Despite the lucrative returns of over Ksh500,0000 from half-anacre, turmeric is not as widely grown by Kenyan farmers as other high-value crops in the medicinal and aromatic plants family
The crop thrives in a tropical climate with a heavy rain period, which is followed by a hot dry spell. It requires 1,000mm-2,000mm of rainfall annually and an altitude of 1,500 metres above sea level, making it ideal for many regions in Kenya and East Africa.
Ideal temperatures are between 20°C-35°C. It does well in organically rich, well-drained loamy soils with a pH of 4.5-7.5. Farmers whose soils have a high pH can lower it by applying compost manure, while low pH can be corrected by applying calcium carbonate.
2) Selecting planting materials
A farmer can go wrong by picking the wrong planting materials. “Avoid buying fresh turmeric rhizome splits from the market. This can result in longer waiting periods before sprouting, since dormancy period of the seed materials is three months,” he advises. Procure planting materials from certified seed nurseries or government merchants such as Kalro.
3) Land preparation
Requires about 16 tonnes of farmyard or compost manure per acre, which should be broadcasted and mixed 35cm-40cm depth during ploughing. This is followed by harrowing three days after ploughing.
Prepare beds one to 1.5 metres wide, 15cm high and 50cm between beds, just before planting. Make ridges and furrows of 45cm to 50cm on the beds. When planting, seed rate depends on factors such as soil type, planting system and weight of rhizomes and variety.
Plant sets on ridges of 25-30cm apart, 15-30cm within rows and at a depth of 5-10 cm. About 1,000kg mother or finger rhizomes are required for each acre. Cut seed material from mother or finger rhizomes into pieces of four to five centimetres long with one or two buds.
Mother rhizomes give over 50 per cent higher yields than finger rhizomes since it has a wider diameter than finger rhizomes. Generally, a good rhizome for planting should weigh 30- 40g and have larger diameter. With sufficient water, the shoot should sprout within 10-15 days and will continue over a period of four to eight weeks before transplanting. When intercropping, one requires 400kg to 500kg of rhizomes. It can be done with chili, onions, French beans, coconut, eggplant and maize.
Immediately after planting and about 90 days later to control weeds, prevent moisture loss and soil erosion.
A plant will require a litre of water every two days during the dry season and half-a-litre if vertical farming is done. Water before and after planting, then irrigate at intervals of seven to 10 days.
7) Manure and fertiliser application
Apply 16 tonnes of well-decomposed farmyard manure during land preparation. For fertiliser, apply NPK at a ratio of 60:25:25 kilos per acre Top-dress a month later with UREA at 25kg/ acre. Weeding should be done when needed. However, four to five weeding sessions are recommended.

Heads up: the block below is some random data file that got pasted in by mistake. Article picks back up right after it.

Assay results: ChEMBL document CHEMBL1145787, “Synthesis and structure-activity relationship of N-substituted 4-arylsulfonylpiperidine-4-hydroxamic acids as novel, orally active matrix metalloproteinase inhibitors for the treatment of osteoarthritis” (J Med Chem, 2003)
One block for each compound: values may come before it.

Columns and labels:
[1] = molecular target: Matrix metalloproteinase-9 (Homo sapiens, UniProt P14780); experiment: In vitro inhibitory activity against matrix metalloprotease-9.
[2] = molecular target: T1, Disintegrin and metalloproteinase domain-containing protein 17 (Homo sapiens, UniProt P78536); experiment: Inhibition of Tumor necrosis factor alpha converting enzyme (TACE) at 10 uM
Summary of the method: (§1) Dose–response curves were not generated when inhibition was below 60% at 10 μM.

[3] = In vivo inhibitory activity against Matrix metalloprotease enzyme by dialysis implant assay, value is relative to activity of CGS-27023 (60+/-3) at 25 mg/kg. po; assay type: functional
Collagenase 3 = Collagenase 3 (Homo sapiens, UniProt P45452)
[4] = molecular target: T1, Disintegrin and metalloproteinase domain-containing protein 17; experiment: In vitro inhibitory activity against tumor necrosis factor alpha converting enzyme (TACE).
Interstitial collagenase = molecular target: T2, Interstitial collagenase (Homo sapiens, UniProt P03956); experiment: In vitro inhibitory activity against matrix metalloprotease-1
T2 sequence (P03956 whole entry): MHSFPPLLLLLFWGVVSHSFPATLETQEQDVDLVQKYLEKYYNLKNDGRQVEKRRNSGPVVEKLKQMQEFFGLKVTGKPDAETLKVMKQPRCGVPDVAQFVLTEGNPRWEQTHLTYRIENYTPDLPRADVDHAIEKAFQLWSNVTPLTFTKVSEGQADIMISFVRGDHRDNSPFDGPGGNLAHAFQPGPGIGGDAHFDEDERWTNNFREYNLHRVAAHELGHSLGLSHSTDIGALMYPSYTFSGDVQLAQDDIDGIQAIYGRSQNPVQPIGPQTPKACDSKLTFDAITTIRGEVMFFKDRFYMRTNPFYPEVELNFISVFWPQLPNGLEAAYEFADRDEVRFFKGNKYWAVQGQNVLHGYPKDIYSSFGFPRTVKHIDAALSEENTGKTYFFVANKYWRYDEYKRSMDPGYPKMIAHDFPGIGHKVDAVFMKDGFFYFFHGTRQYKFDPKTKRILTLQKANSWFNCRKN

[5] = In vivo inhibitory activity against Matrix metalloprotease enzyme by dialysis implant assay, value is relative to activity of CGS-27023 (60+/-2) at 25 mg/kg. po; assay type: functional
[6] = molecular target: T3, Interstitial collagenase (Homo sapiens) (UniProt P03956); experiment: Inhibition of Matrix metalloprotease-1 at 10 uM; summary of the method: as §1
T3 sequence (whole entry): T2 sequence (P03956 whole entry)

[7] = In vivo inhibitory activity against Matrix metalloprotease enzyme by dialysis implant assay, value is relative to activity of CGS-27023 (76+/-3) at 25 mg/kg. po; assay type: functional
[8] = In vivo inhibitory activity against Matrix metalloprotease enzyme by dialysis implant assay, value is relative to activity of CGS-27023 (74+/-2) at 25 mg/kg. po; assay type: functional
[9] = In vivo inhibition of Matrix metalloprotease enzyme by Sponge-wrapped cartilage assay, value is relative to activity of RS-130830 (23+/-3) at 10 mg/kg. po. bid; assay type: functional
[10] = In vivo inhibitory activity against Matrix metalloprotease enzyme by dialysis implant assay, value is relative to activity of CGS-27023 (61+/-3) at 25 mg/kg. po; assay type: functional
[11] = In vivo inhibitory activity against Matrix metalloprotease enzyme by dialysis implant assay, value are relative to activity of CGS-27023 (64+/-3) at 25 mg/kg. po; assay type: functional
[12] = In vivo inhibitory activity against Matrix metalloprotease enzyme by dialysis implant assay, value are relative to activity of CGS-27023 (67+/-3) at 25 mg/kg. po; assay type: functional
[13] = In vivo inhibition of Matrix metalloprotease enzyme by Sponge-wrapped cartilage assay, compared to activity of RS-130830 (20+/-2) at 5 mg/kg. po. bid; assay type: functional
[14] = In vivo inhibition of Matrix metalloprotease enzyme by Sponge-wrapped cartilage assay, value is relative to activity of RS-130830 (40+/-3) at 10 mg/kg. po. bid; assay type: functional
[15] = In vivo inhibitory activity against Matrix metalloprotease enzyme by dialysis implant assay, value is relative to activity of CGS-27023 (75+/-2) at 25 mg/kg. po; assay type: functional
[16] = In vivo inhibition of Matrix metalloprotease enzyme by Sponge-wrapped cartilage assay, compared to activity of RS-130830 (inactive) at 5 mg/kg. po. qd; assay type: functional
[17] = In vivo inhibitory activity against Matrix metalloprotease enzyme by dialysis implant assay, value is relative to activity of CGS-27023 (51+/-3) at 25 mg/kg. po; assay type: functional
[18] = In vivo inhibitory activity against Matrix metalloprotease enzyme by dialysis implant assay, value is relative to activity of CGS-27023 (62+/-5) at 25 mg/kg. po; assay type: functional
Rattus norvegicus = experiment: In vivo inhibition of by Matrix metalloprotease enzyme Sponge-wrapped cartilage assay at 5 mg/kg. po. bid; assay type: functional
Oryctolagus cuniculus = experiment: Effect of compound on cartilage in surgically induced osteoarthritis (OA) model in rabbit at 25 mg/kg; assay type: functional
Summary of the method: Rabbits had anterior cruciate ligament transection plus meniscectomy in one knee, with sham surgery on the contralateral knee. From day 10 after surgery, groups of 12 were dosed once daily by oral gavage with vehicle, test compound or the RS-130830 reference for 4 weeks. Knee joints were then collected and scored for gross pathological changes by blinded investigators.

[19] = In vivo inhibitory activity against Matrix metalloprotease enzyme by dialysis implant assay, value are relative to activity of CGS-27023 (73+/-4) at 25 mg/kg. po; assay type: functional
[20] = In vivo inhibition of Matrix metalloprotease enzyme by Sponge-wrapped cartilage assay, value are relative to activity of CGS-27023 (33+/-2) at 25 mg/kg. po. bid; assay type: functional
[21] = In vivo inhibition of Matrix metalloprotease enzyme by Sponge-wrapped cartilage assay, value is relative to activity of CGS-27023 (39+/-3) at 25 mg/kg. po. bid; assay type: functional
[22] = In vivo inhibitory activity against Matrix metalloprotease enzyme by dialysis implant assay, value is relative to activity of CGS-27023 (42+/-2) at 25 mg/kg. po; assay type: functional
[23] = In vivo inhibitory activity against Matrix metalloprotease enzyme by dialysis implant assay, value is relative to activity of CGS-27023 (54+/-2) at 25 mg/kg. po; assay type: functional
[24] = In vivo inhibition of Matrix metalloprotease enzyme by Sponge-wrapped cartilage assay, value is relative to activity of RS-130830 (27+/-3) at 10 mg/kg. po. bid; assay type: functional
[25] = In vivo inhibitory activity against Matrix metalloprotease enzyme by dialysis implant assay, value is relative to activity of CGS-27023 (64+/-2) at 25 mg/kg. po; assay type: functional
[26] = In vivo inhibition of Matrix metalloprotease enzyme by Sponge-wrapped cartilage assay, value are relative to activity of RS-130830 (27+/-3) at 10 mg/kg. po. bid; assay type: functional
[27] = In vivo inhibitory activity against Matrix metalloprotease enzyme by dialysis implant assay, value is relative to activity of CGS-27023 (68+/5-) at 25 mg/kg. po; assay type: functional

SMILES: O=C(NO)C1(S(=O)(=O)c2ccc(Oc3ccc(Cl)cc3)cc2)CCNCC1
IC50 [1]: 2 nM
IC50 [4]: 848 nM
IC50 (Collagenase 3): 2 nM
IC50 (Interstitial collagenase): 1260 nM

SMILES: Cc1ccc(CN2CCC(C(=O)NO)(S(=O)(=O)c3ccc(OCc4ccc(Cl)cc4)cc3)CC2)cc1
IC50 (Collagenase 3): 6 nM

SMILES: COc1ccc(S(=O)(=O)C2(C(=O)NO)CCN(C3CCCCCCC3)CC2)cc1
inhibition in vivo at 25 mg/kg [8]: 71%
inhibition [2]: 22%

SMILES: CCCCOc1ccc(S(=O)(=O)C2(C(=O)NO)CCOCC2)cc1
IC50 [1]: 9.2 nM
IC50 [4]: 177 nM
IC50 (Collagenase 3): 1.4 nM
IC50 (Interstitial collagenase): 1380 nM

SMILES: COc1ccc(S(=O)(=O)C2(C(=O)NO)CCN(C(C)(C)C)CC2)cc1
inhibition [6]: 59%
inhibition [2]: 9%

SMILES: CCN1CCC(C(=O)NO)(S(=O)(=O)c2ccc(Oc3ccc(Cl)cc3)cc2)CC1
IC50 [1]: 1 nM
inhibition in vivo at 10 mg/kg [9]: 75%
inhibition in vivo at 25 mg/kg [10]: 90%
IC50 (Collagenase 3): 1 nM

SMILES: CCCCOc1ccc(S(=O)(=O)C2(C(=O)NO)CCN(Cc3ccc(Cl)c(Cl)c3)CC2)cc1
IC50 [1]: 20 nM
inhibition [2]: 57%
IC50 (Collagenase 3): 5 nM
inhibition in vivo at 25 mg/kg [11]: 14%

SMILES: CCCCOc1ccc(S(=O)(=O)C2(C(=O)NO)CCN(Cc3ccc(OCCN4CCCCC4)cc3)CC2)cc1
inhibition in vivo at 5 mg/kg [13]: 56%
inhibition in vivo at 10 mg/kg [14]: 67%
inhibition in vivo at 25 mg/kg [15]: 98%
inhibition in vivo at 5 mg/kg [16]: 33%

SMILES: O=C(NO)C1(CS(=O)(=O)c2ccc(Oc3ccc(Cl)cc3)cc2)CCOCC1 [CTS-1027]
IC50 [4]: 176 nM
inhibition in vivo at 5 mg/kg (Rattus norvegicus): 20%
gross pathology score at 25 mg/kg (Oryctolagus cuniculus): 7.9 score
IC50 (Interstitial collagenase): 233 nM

8) Pests and diseases
Turmeric is affected by pests such as thrips, rhizome scales, nematode pests, and shoot. Borers and diseases such as leaf blotch, leaf spot, leaf blight, root not and rhizome rot. Root knot nematodes can wipe out the entire crop population if not prevented or controlled in time,” reveals Ndegwa. Seek professional assistance on seeing any sign of disease or pests.
9) Harvest and post-harvest handling
Happens in seven to eight months for early maturing, and eight to nine months for medium maturing varieties. Harvest when leaves begin turning yellow and drying up. Cut leaves close to the ground and gather the rhizomes by hand or use a spade to carefully lift clumps to avoid damaging the rhizomes. Rhizomes are cured by leaving them for a day to wilt. Ensure this is done within two to three days of harvesting. Just before curing, separate the mother from the finger rhizomes and clean them up. Remember, you can realise an average yield of 10 to 15 tonnes per acre of green turmeric.
9) Post-harvest preservation
This involves boiling in a covered pot filled with three-quarters of water for 45 to 60 minutes, drying, and then polishing of the rhizomes by manual or mechanical rubbing to make them smooth and appealing. Remember to leave your boiled rhizomes indoors for about a day before sun drying for 10 to 15 days. You can preserve some rhizomes for seeds for at least 15 days by storing them in pits and covering with sawdust or sand.
“We have recruited an agronomist who specializes in organic farming to guide our farmers. Farmers can also send their queries via phone and receive help,” says Mr Wango.
After polishing, your turmeric is ready for the market. A finger of a rhizome of about 11cm retails at Ksh20 in Nairobi and the price is higher in the international markets.
Other available varieties include Swarna, Sudarshana, Suguna, BSR 1, Krishna, Rajendra Sonia, BSR 2, Allepy finger turmeric, Ranga and Waigaon.
Investment and production
Though the costs of raising an acre can be regarded as quiet high. At between Ksh350,000 to Ksh400,000 for seeds, water, manure, and labour, a kilo fetches Ksh200 to Ksh400, depending on variety and demand.
An acre can yield up to 15,000 kilos of wet turmeric rhizomes. 10,000 kilos when dry, which translates into Ksh2,000,000 to Kshs4,000,000 when sold dry. And Ksh3,000,000 to Ksh6,000,000 when wet, says Mr Ndegwa. If divided by nine months maturity waiting period, it means that a farmer will be earning about Ksh300,000 – Ksh600,000 a month from each acre of turmeric.
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